Dunn Papers processing will result in a finding aid in Rocky Mountain Online Archive (RMOA). My primary task includes a short review of each box, and a ten-to-twenty word description of each folder. This information is then entered into an old fashioned (hopefully soon retired) Microsoft Excel spreadsheet to await further review. Data is then edited into what Archives Space calls, rather than a Finding Aid, a Resource Record.
A guidebook to my work, the Beinecke Processing Manual chaperones all levels of the archival process. Likewise, Archives Space is soon capable of uploading a newer RMOA website, a promising development to bring collaborative, problem solving joy to librarians and archivists once NMSU Library user database migrate early in 2018. An Archives Space webinar calls the process a “model in transition,” which quests to deliver higher patron access, and student engagement with NMSU libraries, archives, and special collections.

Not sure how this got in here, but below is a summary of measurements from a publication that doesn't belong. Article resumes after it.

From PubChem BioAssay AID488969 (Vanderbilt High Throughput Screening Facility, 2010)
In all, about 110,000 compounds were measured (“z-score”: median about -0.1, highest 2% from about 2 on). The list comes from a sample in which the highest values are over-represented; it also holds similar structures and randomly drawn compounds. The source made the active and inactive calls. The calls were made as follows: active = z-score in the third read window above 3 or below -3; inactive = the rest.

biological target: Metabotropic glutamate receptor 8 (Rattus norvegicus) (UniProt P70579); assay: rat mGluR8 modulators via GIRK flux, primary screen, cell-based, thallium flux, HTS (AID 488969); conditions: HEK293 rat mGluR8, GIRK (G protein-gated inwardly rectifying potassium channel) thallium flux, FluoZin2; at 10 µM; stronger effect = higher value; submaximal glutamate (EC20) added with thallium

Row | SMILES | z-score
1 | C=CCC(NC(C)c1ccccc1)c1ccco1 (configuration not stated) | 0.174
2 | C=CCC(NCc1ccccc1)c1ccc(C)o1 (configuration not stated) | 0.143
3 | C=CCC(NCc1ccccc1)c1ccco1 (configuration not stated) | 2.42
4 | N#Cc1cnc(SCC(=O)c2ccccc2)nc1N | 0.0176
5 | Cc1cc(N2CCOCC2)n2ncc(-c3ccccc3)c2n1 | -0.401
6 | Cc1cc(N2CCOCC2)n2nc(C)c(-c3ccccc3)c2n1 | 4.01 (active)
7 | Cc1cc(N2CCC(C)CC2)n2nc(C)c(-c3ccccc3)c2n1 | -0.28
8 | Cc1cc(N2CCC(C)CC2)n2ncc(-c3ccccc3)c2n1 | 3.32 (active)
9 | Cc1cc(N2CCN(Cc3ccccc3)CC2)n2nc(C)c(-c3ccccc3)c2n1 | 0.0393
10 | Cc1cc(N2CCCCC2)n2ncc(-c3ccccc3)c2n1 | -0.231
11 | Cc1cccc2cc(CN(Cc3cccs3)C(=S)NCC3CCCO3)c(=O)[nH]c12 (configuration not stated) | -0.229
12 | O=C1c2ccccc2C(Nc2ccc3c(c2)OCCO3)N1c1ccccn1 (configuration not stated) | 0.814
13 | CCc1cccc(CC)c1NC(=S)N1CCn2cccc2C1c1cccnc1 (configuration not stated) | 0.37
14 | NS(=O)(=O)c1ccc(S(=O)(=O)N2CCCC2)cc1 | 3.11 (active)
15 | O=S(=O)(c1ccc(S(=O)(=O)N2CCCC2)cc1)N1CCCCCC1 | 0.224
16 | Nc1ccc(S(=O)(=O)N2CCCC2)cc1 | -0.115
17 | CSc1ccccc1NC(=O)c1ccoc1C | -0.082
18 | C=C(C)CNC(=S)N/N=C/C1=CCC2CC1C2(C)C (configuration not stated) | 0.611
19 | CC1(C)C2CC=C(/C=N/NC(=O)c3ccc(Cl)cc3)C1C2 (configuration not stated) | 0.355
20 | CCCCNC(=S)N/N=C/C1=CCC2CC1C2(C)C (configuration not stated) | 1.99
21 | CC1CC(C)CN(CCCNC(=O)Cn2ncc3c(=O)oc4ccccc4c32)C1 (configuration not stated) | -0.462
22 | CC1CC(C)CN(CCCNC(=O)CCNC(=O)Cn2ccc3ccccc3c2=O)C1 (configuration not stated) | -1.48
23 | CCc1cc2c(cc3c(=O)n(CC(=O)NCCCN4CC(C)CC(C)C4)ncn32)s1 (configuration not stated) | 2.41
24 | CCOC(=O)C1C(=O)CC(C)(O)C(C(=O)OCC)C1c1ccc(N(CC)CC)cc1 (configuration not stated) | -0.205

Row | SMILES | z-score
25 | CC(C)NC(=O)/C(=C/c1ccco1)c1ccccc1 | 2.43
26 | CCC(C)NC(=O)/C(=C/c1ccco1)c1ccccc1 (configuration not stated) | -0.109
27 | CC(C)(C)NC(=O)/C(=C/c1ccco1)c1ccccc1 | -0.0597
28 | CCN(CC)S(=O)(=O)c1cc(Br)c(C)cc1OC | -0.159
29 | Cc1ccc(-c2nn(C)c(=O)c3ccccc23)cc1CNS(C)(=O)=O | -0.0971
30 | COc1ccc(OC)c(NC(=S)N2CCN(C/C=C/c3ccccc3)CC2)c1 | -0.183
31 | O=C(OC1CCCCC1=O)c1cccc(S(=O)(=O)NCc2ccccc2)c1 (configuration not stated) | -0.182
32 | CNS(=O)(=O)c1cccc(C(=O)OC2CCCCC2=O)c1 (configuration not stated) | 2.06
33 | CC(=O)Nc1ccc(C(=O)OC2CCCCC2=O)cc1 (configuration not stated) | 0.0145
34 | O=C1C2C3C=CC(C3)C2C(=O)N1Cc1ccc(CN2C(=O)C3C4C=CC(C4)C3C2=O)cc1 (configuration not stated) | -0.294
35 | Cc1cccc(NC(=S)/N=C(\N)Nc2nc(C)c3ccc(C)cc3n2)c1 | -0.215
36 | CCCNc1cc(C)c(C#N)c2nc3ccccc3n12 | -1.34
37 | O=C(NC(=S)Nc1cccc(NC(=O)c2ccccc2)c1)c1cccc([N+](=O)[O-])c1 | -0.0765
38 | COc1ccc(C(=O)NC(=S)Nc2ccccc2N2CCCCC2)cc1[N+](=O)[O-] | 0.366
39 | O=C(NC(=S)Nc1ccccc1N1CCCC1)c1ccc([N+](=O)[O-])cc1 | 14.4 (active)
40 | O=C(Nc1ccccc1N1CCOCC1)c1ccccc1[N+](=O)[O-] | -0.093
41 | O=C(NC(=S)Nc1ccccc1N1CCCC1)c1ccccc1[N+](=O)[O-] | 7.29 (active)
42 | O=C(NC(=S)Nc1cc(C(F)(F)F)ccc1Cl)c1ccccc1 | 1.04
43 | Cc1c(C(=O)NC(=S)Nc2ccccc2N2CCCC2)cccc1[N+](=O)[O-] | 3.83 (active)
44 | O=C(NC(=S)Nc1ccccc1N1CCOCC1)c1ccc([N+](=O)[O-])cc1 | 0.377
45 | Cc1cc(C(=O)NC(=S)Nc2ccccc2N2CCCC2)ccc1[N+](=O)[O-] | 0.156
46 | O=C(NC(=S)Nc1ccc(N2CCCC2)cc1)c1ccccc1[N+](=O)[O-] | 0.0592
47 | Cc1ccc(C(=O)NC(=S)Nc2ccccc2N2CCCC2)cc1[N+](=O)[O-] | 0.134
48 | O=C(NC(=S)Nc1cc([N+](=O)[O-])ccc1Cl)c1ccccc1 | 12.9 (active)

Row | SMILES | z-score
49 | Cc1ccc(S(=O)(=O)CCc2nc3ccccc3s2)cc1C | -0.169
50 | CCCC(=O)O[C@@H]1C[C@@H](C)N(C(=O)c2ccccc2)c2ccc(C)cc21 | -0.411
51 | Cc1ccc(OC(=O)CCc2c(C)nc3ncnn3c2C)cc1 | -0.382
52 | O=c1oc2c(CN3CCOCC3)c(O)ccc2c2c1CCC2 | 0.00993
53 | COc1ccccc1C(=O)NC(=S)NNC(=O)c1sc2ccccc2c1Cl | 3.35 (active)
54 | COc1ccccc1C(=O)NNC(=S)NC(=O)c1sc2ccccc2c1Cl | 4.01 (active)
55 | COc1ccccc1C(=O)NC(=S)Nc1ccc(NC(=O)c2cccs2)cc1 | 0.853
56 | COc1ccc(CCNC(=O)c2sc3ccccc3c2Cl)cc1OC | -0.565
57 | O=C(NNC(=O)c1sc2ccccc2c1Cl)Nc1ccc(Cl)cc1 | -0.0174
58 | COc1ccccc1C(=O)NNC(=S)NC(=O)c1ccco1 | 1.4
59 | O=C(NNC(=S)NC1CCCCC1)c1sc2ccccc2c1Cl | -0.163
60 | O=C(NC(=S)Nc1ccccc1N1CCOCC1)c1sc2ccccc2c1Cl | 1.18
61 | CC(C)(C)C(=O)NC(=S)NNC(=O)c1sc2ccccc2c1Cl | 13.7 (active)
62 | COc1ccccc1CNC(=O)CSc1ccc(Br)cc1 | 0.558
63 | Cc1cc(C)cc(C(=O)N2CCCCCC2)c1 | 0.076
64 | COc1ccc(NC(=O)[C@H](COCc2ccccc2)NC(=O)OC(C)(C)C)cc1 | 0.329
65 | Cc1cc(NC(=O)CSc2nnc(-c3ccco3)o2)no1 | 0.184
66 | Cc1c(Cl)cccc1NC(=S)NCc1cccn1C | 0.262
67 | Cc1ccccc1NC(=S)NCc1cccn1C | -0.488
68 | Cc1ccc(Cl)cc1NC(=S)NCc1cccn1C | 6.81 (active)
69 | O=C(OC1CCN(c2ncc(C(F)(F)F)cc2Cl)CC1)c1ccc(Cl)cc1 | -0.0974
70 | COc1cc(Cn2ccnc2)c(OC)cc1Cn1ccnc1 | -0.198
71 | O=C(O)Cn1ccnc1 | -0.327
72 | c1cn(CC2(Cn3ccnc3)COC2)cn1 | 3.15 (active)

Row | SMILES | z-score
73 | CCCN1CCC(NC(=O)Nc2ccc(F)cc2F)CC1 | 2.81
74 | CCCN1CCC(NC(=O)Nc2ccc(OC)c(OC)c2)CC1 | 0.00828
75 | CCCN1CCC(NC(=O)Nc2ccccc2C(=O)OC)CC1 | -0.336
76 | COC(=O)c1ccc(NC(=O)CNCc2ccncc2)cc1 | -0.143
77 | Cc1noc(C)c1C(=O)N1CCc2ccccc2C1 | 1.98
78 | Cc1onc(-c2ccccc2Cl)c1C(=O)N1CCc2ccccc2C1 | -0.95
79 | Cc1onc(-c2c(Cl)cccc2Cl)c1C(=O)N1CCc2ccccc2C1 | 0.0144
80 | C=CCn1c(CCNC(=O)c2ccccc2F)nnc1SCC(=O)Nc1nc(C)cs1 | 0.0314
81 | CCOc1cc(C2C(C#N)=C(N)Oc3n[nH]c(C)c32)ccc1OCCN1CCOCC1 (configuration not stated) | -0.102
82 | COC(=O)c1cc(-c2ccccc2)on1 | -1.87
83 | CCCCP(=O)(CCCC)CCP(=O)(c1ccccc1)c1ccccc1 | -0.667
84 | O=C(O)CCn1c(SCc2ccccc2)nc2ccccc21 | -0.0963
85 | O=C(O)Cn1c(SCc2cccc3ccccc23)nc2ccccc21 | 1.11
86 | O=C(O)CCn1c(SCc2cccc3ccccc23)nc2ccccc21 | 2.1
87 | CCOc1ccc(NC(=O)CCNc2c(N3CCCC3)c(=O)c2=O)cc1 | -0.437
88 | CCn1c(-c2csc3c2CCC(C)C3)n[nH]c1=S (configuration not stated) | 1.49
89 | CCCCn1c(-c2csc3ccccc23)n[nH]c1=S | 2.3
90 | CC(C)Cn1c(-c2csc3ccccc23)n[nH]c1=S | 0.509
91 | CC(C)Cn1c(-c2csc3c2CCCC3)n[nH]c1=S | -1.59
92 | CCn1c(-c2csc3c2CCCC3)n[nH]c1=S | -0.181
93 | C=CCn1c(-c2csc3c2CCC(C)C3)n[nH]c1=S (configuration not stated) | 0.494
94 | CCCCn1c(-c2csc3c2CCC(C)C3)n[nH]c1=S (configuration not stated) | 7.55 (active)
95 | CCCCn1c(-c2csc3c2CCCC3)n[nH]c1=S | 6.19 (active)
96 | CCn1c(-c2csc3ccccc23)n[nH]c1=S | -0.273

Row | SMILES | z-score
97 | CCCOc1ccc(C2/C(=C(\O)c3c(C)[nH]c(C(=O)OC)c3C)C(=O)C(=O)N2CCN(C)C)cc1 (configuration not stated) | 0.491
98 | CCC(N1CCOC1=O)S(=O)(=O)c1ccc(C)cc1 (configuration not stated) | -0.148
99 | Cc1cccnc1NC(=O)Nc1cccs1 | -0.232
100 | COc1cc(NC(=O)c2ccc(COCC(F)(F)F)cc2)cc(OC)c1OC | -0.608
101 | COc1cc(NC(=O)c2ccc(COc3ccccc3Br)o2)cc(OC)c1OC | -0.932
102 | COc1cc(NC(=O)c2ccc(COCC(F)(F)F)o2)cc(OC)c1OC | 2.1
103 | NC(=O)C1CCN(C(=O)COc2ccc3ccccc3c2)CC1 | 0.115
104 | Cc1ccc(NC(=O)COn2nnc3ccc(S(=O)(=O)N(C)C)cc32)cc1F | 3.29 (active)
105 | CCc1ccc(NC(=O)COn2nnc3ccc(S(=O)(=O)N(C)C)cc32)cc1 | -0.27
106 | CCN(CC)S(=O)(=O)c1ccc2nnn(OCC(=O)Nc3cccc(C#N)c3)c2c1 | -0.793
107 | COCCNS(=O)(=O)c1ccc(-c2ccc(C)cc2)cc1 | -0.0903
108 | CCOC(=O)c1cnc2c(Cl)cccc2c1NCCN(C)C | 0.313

With a sure foot in both worlds, NMSU Library Specialist Jennifer Chavez introduced Archives Space, a web application for archives Information Management Systems (IMS) which seeks to categorize collection holdings. As RMOA updates its online presence, Archives Space fills the gap between the physical past and digital present. Its origins with the Archivists Toolkit, and container (box) management philosophy supported through Lyrasis, Archives Space holds the current title of preferred software for the next generation of archivists. An obvious reason for this clear support: attention to Describing Archives Content Standard (DACS) and the claim of capable content migration from classic format standards such as EAD, EAC, MARCXML, MODS, and Dublin Core.
By offering to provide a macro appraisal of NMSU holdings, Jennifer works with Archives Space to migrate already existing collection data into Primo, the NMSU Library’s new user database. These tools and collaborations, and more, are sure to be a part of my student employee position this fall semester in the archive.